Volunteering


Have A Plan

Ready to Respond


At the risk of sounding like a broken record, being prepared and having plans for emergencies and disasters is the most important thing you can do to assist in a disaster. However, for those who want to do more there are many opportunities, but there are a few things to understand and remember before getting into specifics.

The Key Word any volunteer needs to remember during any emergency is REQUESTED.

On-Site Volunteers

For many people, in the aftermath of September 11th, there was great frustration tied to a desire to do something. Many wanted to go to ground zero. To help in some way.

NEVER go to a disaster site unless requested by proper authorities.

Unfortunately, untrained volunteers or even trained volunteers who are unknown showing up at a disaster site offering their help is a nightmare for responding agencies.

Unless specifically requested, untrained people should never go to a disaster site. Any trained volunteers should have presented themselves, their and their organization's credentials long before any disaster and should only respond to a disaster site if requested by emergency authorities. Unrequested trained volunteers will be considered untrained and a liability to a emergency response.

In fact, an unknown, self-proclaimed trained volunteer presenting themselves at a disaster site is more of a concern for responding authorities than the untrained volunteer. This is due to the fact that almost every recognized and professional emergency volunteer organization will not deploy anyone without a request from the authorities commanding the incident.

There are many things emergency responders must worry about at a disaster. They need to limit the potential for emergencies within an emergency. A disaster area is a dangerous place, untrained volunteers are more likely to get hurt, diverting precious resources away from others.

Another critical concern at a disaster that is the result of a criminal act is scene preservation, clue recognition and preservation. Unless you are trained in these area, you shouldn't be there.

Saying that, there are some circumstances when an untrained volunteer, or an unknown trained volunteer might be used. An untrained volunteer if they are at the site before an event, before first responders arrive might be used. And an unknown trained volunteer might be used if they have credentials on them that are easily verified with another local authority.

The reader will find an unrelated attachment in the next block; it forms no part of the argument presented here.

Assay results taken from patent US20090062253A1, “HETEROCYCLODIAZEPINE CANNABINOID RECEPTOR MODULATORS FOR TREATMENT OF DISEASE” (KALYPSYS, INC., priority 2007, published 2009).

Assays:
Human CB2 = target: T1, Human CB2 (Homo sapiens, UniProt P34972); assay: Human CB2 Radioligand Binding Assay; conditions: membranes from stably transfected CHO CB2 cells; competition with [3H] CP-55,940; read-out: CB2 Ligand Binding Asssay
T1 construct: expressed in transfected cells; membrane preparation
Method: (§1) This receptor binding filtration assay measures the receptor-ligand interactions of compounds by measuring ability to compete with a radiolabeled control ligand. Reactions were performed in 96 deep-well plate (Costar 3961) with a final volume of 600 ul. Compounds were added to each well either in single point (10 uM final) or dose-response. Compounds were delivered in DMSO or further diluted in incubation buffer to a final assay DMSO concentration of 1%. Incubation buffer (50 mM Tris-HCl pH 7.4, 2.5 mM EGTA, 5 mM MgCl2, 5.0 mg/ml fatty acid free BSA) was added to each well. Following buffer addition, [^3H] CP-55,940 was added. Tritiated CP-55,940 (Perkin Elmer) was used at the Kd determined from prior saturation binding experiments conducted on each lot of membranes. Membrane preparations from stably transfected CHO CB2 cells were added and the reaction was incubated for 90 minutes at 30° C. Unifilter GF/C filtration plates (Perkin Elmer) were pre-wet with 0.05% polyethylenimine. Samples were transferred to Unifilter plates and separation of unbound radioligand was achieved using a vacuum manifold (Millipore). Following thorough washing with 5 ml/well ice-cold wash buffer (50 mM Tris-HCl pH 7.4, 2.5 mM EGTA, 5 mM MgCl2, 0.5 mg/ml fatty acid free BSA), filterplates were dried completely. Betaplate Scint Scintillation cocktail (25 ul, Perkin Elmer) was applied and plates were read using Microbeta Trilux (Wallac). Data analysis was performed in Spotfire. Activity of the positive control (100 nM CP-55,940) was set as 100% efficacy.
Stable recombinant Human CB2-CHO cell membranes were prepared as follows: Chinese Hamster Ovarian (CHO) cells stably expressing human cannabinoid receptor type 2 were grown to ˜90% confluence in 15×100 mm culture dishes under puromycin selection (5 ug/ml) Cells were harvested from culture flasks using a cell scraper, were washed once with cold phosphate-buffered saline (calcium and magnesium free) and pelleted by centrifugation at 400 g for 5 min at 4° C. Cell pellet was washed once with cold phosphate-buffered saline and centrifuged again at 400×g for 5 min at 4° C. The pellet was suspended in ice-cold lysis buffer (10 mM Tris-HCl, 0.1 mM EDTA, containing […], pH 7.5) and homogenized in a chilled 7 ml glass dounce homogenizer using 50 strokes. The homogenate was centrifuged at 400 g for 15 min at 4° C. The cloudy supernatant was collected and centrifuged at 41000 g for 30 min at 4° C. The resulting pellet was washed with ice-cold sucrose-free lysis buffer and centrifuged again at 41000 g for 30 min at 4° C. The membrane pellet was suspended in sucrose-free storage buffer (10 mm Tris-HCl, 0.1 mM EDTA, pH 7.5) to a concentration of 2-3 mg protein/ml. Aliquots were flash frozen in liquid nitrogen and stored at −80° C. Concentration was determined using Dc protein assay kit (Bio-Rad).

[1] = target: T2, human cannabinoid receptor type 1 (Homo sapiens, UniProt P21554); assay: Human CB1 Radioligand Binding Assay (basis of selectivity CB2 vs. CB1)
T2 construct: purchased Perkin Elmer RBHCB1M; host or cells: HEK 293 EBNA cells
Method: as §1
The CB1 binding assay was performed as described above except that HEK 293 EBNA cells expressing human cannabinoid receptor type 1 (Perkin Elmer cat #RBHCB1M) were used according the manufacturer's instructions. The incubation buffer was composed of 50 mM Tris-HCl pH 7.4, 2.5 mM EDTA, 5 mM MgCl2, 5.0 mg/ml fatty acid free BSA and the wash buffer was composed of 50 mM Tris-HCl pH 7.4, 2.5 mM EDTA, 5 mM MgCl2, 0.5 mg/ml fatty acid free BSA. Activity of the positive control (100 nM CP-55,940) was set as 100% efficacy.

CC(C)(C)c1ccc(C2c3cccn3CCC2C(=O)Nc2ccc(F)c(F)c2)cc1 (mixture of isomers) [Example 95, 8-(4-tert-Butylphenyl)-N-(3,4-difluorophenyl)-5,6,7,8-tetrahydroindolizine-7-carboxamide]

There is only one other situation when untrained volunteers would be used at an emergency or disaster site. That would occur only when untrained manpower can be effectively used and is needed to free up trained personnel for more specialized tasks. This will only happen when authorities are certain they will not compromise the span of control and they request it.

Clearly the time to become affiliated with a responsible volunteer agency is before an incident. There are many organizations that you can join or contact now that will train you to assist in an emergency if needed and requested:

  1. Wayland's CERTs (Citizen Emergency Response Teams)
  2. Wayland's Specialized Resource List
  3. FEMA
  4. Red Cross
  5. National Association for Search and Rescue (NASAR)
  6. American Humane Association Disaster Relief

For More information about the following groups contact the National Voluntary Organizations Active in Disaster (NVOAD)

  1. American Radio Relay League, Inc. (ARRL)
  2. Volunteers In Technical Assistance (VITA)
  3. Volunteers of America,
  4. Many Religious and Charitable Organizations



Off-Site Volunteers

When requested, there are many things a person can volunteer to do off-site during a disaster:

  1. Give Blood
  2. Collect specifically requested food and clothing, etc.
  3. Raise money
  4. Lend equipment
  5. Offer shelter to people or pets

If you are in the vicinity of the event and depending on its scope, stay off the phone entirely during and in the immediate aftermath. NEVER call your local authorities or agencies unless you are experiencing an actual life threatening emergency. Listen to the radio or watch TV to see if they give volunteer information.

Hopefully, you will already know the procedures and plans for the volunteer organization you are involved with.

Pre-Emergency Volunteers

Before an emergency happens there are some things you can do to help.

  1. Volunteer to play a role in your community's emergency exercises.
  2. Volunteer to get the props they might need.
  3. Volunteer to raise funds for items that are not considered critical due to budget constraints but could save your 1st Responder's life in certain emergencies:

Consider computers for Fire Engines. There are many programs (Cameo, Aloha, etc.) that can give vital, life saving, information to fire fighters on scene if they had lap top computers in their trucks and engines.

Douglas Leard 2014